Monday, July 30, 2012
With the tragic events that took place in Aurora, Colorado now over a week in the past, with the media furor dying down and the shock thinning out, I wondered if a post like this was necessary. I decided that it was. To those connected in some way with the event - seventy injured or dead, and countless others suffering from the effects thereof - to all those involved directly or via some degree of separation who might find my site through some errant search, my site's name might seem gauche or flippant. At worst, it might be considered exploitative.
Dollar Theater Massacre! was a name I came up with for a film that I'll in all likelihood never make. The idea was that it would be a horrendously violent homage to everything I love about going to the movies - particularly horror movies, and particularly in the second-run theater that's become one of my favorite places over the past five years. I co-opted it for the name of this blog because I liked the sound of it. It seemed to fit everything I wanted the blog to be.
Strangely enough, violence in movies isn't something that I take for granted. In real life, I find violence abhorrent, which makes watching violent things to the degree that I do intermittently bothersome. While I'm as big a splatter fan as the next guy, genuine suffering (or its depiction as a form of entertainment) isn't something I tend to enjoy.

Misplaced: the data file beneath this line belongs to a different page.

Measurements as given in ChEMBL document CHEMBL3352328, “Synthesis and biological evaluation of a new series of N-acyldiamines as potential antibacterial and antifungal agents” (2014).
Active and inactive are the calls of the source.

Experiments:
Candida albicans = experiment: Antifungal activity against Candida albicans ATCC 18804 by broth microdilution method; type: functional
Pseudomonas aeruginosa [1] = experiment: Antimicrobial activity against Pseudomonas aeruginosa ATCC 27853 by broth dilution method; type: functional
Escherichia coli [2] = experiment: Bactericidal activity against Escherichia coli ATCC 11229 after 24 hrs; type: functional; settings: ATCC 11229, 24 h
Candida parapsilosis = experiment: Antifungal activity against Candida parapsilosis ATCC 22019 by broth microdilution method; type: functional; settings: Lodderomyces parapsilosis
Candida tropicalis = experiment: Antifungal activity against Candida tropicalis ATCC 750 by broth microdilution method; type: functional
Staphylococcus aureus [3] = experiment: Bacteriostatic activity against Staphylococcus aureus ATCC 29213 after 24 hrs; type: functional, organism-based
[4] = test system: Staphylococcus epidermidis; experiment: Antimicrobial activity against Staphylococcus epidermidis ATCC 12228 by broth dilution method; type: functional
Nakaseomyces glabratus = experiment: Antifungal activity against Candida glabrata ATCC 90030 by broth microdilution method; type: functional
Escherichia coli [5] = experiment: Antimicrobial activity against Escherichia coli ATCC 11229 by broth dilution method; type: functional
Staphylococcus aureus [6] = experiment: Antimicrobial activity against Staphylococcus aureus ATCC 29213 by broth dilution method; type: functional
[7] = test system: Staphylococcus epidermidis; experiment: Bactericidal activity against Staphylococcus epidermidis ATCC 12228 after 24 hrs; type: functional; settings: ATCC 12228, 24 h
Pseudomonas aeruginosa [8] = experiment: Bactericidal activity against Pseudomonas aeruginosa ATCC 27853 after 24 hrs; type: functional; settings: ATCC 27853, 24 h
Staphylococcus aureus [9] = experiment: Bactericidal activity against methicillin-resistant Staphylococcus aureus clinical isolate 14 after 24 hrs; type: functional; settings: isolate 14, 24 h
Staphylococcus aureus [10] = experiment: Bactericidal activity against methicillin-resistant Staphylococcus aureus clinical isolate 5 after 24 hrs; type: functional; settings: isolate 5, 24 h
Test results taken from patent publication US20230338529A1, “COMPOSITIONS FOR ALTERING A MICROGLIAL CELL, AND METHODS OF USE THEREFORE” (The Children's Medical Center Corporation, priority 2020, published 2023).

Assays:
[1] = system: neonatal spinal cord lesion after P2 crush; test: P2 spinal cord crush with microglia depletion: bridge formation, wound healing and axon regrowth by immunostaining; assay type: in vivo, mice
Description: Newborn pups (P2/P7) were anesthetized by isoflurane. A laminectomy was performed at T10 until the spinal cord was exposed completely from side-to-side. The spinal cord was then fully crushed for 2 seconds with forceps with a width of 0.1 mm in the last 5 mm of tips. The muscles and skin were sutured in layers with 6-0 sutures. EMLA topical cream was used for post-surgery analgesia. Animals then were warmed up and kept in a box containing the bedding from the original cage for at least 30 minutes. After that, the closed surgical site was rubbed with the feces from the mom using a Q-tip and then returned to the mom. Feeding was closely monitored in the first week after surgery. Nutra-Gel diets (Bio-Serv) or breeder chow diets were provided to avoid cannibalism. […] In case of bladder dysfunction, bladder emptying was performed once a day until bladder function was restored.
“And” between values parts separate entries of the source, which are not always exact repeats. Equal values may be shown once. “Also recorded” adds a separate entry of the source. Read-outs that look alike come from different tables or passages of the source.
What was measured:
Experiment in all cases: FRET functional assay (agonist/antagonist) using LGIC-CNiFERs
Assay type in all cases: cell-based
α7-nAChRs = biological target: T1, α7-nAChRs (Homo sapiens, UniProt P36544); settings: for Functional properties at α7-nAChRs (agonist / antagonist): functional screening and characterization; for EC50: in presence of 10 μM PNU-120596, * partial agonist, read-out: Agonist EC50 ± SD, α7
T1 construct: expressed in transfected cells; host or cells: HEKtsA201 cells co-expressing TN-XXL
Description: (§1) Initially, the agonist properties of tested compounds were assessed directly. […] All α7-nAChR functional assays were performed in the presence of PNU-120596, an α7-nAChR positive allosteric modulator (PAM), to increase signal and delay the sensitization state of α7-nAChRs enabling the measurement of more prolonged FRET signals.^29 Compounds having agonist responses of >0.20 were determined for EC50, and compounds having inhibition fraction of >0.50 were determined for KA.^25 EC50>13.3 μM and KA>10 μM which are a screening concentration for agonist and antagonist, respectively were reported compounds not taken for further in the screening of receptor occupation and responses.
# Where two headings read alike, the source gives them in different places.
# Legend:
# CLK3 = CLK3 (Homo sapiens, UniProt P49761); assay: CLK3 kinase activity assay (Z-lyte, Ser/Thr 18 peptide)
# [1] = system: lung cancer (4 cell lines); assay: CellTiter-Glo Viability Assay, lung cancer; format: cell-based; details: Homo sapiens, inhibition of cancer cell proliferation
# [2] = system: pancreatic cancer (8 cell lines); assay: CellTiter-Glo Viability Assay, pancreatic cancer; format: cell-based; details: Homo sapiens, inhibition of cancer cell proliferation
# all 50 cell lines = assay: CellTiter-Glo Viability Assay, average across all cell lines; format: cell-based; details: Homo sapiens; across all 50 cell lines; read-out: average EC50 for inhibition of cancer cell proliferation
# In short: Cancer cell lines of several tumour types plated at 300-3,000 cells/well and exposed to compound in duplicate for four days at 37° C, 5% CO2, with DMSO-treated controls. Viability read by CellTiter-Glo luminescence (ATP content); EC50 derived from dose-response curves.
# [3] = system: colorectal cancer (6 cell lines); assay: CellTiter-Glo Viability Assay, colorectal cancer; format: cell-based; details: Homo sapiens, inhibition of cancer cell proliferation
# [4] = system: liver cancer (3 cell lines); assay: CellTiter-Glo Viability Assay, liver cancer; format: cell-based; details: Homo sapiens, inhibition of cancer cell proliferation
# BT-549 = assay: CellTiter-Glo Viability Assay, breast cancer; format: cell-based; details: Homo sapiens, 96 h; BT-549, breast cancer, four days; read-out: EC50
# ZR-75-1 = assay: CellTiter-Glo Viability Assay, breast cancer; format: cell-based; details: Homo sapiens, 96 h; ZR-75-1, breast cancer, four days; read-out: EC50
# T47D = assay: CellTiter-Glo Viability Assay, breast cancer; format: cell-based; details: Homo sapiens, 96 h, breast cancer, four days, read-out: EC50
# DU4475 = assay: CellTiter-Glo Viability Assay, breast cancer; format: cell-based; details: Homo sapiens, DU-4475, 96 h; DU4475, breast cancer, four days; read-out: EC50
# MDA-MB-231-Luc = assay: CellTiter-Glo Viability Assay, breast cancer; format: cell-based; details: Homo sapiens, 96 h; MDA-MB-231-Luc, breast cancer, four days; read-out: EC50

Most of the time, it's easy to separate fantasy from reality. Horror films operate within a contained space very distinct from the real world, in which consequences for actions are extremely dire. By ramping up the level of danger and terror within this space, we have an arena to explore our fears and confront threats that are too awful to engage with in reality. At the same time, the divide between reality and the world of film is thinner than we often consider.
When he opened fire upon the citizens of Aurora, the gunman (who deserves no notoreity, and who I refuse to name) pierced the wall between film and reality. What should have been an opportunity for relaxation and recreation became a grim reality stripped of escapism.
By maintaining the use of my blog's title, I'm going to keep on operating within the realm of film, within the imaginary realm. We need to continually reclaim this space against reality, to hold fast, to keep on dreaming, in hopes that one day our violent nightmares will remain just that. Then, when the credits roll, we'll all be free to wake up and walk out into a world free from selfish, mindless, heinous acts such as those that occurred last Friday.
I wish nothing but the best for those affected by the tragic events of last Friday. My heart goes out to you all.